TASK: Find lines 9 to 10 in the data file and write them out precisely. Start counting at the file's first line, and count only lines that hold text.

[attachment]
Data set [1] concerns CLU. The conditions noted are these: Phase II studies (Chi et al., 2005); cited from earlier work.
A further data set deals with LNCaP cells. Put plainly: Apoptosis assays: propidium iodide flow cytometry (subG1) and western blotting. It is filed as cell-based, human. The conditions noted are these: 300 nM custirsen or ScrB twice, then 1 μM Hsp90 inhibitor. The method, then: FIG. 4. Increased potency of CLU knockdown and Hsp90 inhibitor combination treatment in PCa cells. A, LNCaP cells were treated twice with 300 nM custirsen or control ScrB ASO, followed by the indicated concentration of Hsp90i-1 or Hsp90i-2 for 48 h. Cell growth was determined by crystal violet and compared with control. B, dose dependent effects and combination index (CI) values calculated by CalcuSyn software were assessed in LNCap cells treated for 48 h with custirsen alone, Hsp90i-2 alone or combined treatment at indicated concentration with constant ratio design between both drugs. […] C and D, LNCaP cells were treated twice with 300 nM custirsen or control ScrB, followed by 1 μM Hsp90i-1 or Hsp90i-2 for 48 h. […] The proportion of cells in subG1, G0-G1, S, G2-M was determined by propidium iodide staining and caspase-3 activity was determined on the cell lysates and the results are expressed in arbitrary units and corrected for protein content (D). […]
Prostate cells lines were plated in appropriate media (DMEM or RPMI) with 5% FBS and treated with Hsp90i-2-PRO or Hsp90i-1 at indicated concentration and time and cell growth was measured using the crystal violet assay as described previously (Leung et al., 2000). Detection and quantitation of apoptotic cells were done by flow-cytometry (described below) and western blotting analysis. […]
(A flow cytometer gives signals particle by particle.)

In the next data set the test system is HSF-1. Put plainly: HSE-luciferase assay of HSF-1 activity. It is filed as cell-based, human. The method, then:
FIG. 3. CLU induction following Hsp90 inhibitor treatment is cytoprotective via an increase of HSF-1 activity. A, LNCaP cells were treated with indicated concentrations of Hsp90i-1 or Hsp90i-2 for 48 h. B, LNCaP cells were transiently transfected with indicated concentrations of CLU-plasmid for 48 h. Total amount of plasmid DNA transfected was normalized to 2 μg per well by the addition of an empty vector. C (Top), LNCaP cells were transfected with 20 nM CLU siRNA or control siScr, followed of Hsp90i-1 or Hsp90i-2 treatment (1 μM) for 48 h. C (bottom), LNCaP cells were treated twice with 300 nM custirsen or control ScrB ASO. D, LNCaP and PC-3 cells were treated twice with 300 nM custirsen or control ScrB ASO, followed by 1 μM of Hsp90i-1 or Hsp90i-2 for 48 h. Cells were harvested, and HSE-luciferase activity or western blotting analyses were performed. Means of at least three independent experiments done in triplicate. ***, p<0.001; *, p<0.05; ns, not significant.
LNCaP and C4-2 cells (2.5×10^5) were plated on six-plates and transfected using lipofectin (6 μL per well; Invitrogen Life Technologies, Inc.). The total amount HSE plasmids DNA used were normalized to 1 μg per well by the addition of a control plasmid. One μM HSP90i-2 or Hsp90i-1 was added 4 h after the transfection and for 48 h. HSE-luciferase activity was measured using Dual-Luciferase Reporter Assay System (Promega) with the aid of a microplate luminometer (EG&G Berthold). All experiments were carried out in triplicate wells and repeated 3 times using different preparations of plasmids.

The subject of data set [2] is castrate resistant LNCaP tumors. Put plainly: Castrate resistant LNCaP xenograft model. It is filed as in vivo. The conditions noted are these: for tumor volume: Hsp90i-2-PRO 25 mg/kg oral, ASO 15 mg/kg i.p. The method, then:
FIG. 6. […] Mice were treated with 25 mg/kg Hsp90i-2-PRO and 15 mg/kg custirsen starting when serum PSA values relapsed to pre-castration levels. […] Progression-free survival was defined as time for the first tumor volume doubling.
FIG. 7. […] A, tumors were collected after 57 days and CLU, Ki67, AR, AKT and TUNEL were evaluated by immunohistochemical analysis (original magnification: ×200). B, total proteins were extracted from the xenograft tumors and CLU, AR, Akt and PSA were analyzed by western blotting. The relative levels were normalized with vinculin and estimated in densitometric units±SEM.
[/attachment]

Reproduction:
FIG. 6. […] Mice were treated with 25 mg/kg Hsp90i-2-PRO and 15 mg/kg custirsen starting when serum PSA values relapsed to pre-castration levels. […] Progression-free survival was defined as time for the first tumor volume doubling.
FIG. 7. […] A, tumors were collected after 57 days and CLU, Ki67, AR, AKT and TUNEL were evaluated by immunohistochemical analysis (original magnification: ×200). B, total proteins were extracted from the xenograft tumors and CLU, AR, Akt and PSA were analyzed by western blotting. The relative levels were normalized with vinculin and estimated in densitometric units±SEM.